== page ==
Guinea Colored

GUINEA (BRITTAIN) Colored School, Lovettsville

Data as of 11/11/2014

Sections:   1) Description, 2)  An interesting history, 3) Instructors

1)   Description

  • 1921:  Guinea School was a wooden frame, one room structure with ten windows for ventilations.  It sat on a 3/4 acre lot with wires to enclose the space.  The structure was heated by a wood stove.  Frame toilet were provided, but were described in 1921 as being in bad condition.  There were also 8 desks and seating for 24.  In 1921 16 students, 8 boys and 8 girls used the school.   No American flag flew on the school house.  Guinea Colored School is a  summary of the Term Report for 1921, the only year for which we have such a report.   Source:  Brown, Geneva. (1921). Term Report for Guinea Colored School in Lovettsville.  LCPS, Purcellville.  I have also enclosed US census data, mainly from the 1920 Federal Census for Lovettsville.

2)  An interesting history

For Britain: See history provided by the Black History Committee on the Guinea/Brittain Community.” Britain (or Guinea) – Sometimes Blacks established settlements by purchasing land and old dwellings from earlier white settlements, which saved many log cabins in Loudoun from ruin. This was the case in Britain, on the lower slope of Short Hill in the southwest corner of the German Settlement. Wooded, hilly, or poor land sold for as little as eight dollars an acre after the Civil War, and here was a place where freed people could establish themselves. Down Morrisonville Road, Ned Davis, free black man from Petersburg, had a home, workshop, and kiln where he produced red ware pottery in the decades surrounding the Civil War. Mount Sinai Free Baptist Church, built in 1880, also served as a school until 1915. Unlike most black settlements, Britain had a post office. Blacks moved away by the 1920s.” Source: Brittain (or Guinea) in Black Communities of Loudoun County, http://www.balchfriends.org/bhmap.htm#b2. See also “The Society of Friends,” pg 22 in The bulletin of the Historical Society of Loudoun County, Virginia, 1957-1976.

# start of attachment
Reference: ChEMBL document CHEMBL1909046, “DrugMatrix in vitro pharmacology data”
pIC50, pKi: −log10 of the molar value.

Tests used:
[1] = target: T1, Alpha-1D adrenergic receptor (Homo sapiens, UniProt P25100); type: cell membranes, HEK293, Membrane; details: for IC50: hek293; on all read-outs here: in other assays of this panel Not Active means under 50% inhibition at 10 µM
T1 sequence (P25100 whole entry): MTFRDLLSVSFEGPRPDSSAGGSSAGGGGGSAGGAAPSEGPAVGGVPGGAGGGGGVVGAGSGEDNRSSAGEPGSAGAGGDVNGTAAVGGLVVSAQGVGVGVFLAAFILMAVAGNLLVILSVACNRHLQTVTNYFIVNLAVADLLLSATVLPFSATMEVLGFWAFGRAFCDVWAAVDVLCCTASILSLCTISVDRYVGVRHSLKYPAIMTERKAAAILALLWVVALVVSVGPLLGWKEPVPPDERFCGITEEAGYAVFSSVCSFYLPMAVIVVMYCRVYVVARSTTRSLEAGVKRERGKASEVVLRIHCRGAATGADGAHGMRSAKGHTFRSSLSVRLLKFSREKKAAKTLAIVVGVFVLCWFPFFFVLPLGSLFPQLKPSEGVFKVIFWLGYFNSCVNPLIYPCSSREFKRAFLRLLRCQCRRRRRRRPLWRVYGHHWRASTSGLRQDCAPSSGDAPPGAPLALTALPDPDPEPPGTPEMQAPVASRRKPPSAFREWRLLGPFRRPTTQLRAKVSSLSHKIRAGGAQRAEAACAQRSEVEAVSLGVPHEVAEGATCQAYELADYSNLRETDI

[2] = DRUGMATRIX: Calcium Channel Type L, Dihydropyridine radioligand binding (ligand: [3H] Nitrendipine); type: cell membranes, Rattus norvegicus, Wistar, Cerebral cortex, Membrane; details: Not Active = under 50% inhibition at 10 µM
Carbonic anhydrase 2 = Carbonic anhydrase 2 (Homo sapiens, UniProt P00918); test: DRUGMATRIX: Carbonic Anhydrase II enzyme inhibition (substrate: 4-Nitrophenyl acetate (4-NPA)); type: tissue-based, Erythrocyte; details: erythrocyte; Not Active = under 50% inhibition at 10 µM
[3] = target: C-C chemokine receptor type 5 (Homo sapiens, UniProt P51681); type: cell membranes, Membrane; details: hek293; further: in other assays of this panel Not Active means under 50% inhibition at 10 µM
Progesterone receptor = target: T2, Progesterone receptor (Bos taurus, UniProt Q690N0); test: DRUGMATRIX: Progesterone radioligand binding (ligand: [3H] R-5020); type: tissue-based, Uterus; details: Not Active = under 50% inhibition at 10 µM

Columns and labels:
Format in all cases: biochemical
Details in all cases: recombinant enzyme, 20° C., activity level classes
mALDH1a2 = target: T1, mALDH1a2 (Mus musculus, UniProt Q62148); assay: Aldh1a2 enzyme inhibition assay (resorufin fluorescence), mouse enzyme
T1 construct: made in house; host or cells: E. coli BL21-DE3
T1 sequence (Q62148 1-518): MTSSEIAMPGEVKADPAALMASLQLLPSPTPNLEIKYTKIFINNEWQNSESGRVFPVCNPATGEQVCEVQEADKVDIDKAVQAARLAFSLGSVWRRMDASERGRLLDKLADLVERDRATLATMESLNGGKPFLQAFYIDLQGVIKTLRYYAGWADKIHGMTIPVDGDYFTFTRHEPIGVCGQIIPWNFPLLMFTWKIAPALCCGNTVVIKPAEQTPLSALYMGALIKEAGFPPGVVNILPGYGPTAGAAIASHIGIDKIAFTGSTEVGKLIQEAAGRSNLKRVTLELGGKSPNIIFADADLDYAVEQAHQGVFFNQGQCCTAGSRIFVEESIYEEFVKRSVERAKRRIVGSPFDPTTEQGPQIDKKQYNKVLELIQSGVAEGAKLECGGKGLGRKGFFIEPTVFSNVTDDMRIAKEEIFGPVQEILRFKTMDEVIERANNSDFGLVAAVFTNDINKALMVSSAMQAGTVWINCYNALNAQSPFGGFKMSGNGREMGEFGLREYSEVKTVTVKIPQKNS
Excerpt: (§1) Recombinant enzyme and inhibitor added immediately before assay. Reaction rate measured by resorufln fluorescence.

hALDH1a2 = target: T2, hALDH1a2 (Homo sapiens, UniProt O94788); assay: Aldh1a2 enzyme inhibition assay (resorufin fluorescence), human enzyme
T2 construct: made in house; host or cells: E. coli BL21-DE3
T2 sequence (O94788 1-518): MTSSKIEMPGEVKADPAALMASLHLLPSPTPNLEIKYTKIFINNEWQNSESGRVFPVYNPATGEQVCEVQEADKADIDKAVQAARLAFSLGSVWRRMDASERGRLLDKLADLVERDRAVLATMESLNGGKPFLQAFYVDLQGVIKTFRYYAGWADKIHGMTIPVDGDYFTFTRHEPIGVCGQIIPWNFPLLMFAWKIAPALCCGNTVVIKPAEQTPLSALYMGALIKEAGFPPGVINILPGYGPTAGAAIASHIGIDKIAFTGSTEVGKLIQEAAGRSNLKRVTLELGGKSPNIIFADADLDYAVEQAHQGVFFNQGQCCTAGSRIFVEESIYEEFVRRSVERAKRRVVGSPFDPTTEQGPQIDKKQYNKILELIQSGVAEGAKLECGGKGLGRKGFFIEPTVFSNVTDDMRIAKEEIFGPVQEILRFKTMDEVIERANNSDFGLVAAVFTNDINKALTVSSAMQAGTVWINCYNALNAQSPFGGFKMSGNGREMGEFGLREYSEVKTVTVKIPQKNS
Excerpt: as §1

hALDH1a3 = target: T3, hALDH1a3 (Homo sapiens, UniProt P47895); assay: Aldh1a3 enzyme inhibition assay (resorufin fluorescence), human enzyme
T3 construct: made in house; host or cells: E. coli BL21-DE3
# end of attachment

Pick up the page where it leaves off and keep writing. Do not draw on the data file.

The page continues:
3)  Instructors

  • 1892/93:   John B. Spriggs of Harpers Ferry, W. Va. Grade of Certificate 2rd.  Instructed at Brittain, which may have been another name for Guinea.  See below “An interesting History.”  Source: Lists of Teachers, 1892-1975 ( Census 1893ColoredA of Colored Teachers for the School Year closing July 31, 1893), Richmond, Virginia, USA: Virginia Department of Public Instruction/Education.
  • 1893/94:  John B Sriggs of Harpers Ferry, W. Va continued to instruct on a 2nd grade certificate at Brittain.  Source: Lists of Teachers, 1892-1975 (  18931894ColoredReel4418Census of Colored Teachers 1893/94 – March 30, 1894), Richmond, Virginia, USA: Virginia Department of Public Instruction/Education.
  • 1894/95:  Mr. Spriggs continued at Brittain. Source: Lists of Teachers, 1892-1975 (1895ColoredA Census of Colored Teachers 1894/95 – Done Dec 10, 1894), Richmond, Virginia, USA: Virginia Department of Public Instruction/Education.
  • 1895/96:  Miss Sara L. Lewis of 229 2nd St, NW, Washington, DC instructed at Brittain on a 3rd grade permit.  Source: Lists of Teachers, 1892-1975 (1895ColoredA Census of Colored Teachers 1894/95 – Done Dec 10, 1894), Richmond, Virginia, USA: Virginia Department of Public Instruction/Education
  • 1921:   Geneva Browna at Guinea. Source: Brown, Geneva. (1921). Term Report for Guinea Colored School in Lovettsville.  LCPS, Purcellville.2)

2)  Openings and Closings

  • EWP Archives has Term Reports showing the school open 1919-20 and 1920-21.